Object Title

Model 1777 Pistol

Development

The Model 1777 was first introduced in 1779, replacing the Model 1763/1766. It was manufactured until 1792 at Saint-Etienne, Charleville, and Maubeuge. Between 1779 and 1787, Saint-Etienne produced 14,454 pairs, Charleville 15,342 pairs and Maubeuge 7,500 pairs. An estimated 145,000 pistols were manufactured between 1788 and 1792.

During its period of manufacture the pistol underwent a few minor changes. The first type of Model 1777 was produced with a belt hook, which was retained by a mounting screw under the brass frame. However, as the pistols were intended for the cavalry, the second type of Model 1777, which was modified in 1784, was manufactured without the belt hooks. The Royal Armouries owns an example of this modified second type of pistol, which was manufactured at Charleville.

A Model 1777 was also produced for officers. Production numbers of the officer variant were considerably lower. 138 pairs were manufactured at Charleville and 85 pairs at Maubeuge. This variant was lighter than the cavalry trooper version, and between 1-3 cm shorter.

The final variant produced was the Revolutionary Model 1777. Modelled with the same characteristics as the second variant, the only change was in the maker's marks on the lock plate. Previously the lock plates displayed the name of the manufacturer in full, whereas the marks on the later version were reduced to a single letter, sometimes accompanied by a crown, which signified where the pistols had been produced.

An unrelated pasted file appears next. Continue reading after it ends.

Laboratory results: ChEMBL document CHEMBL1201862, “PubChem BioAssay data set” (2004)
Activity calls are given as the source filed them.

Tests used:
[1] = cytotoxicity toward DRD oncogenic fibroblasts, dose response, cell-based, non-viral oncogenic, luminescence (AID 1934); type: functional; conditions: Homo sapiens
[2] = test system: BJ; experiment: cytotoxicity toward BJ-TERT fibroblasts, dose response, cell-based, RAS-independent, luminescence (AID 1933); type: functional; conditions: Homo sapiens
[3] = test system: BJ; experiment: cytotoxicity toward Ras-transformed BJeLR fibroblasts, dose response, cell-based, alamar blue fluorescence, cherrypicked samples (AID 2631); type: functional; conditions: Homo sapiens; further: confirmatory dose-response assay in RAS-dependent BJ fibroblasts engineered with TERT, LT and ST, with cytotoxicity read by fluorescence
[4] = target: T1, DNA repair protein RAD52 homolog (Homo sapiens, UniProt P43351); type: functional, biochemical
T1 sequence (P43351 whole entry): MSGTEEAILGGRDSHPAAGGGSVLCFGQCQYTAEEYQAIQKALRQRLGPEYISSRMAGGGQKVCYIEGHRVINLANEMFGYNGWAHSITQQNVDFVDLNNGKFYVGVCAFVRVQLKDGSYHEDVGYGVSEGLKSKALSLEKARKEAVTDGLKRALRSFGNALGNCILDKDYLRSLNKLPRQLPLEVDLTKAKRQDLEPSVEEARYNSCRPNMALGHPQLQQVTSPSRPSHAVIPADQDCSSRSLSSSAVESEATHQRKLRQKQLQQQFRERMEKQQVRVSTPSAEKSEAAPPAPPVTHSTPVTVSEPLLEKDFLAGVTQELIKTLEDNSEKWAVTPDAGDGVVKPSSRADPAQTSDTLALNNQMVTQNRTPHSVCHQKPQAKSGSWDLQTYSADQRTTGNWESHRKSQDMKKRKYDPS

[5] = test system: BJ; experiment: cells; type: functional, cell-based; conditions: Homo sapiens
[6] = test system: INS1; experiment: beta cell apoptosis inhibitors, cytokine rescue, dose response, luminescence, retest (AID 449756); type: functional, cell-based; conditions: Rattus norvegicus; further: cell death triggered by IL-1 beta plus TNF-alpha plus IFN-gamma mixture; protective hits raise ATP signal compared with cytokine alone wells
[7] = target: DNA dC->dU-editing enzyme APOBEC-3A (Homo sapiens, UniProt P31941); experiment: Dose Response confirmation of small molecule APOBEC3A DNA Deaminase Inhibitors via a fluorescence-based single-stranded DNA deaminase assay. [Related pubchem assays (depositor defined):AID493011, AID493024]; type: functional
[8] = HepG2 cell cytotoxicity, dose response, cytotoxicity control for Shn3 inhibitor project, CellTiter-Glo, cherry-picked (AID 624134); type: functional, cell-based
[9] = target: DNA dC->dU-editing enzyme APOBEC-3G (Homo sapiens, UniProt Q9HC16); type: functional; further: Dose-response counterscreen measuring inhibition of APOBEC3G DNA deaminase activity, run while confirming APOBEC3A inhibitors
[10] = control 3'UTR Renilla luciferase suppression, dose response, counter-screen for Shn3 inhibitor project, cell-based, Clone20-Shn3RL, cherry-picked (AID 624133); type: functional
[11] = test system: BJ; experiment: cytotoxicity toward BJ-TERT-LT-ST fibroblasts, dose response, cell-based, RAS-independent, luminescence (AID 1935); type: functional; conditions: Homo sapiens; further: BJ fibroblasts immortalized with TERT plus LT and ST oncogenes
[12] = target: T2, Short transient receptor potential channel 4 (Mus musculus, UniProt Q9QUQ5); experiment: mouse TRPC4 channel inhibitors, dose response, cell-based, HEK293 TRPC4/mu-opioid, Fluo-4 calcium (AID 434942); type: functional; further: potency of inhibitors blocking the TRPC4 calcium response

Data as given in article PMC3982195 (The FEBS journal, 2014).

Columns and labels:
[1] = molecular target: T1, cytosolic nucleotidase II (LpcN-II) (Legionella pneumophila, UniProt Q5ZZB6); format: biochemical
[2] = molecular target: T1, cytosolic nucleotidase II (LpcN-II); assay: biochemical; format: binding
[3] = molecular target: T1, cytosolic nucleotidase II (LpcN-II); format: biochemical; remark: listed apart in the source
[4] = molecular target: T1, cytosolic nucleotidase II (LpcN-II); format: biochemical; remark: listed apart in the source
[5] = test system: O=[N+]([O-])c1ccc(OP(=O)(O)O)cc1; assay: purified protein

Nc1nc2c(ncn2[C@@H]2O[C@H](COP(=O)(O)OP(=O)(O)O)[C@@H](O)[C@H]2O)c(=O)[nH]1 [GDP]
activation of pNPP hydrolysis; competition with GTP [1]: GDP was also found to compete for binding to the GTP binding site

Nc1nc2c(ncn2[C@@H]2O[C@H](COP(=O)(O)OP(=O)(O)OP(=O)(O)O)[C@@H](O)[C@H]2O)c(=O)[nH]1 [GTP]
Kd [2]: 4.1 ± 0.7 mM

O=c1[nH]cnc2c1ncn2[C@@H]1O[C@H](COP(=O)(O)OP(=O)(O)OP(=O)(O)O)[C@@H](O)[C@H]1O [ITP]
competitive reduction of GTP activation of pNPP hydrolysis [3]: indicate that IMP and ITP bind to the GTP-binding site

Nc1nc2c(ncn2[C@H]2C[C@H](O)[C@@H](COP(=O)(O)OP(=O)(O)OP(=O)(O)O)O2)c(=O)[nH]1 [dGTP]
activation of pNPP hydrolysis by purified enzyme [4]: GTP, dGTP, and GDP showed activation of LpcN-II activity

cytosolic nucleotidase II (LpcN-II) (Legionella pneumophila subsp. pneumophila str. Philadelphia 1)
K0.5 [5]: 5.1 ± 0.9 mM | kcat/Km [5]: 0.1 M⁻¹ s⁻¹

Use and Effect

Initially the Model 1777 was popular. However, when these pistols began to require general repairs, many gunsmiths found them difficult to fix. The hussars complained that the pistols warmed up too easily after just one to three shots, forcing users to leave them to cool down before reloading.  The ramrod was also deemed useless, and soldiers would use their cleaning sticks to load the weapon. In addition, dismantling this pistol for cleaning in the field was fairly time consuming.

Despite these drawbacks, the French supplied thousands of Model 1777 pistols to Britain's enemy during the American War of Independence (1775-1783). The United States went on to adapt this pistol, giving it an 8 in barrel, a rounded breech assembly, and an extra barrel screw on the lower front edge of the frame. With these modifications, this pistol was ultimately renamed the North and Cheney Model 1799 pistol and was the first standardised pistol to be adopted by the U.S. authorities. Today this pistol is extremely rare.

Due to the manufacture of the Year IX pistol, as well as its successor the Year XIII, it would have been unlikely that the Model 1777 saw action on the field at Waterloo. However, one cannot rule out its presence entirely.

Statistics

Barrel length 18.8 cm (7.4 in)
Calibre 17.1 mm (0.67 in)
Country of manufacture France
Date entered service About 1784
Loading Muzzle-loading
Overall length 34.3 cm (13.5 in)
Weight 1.4 kg (3 lb 1 oz)

Author

Lisa Traynor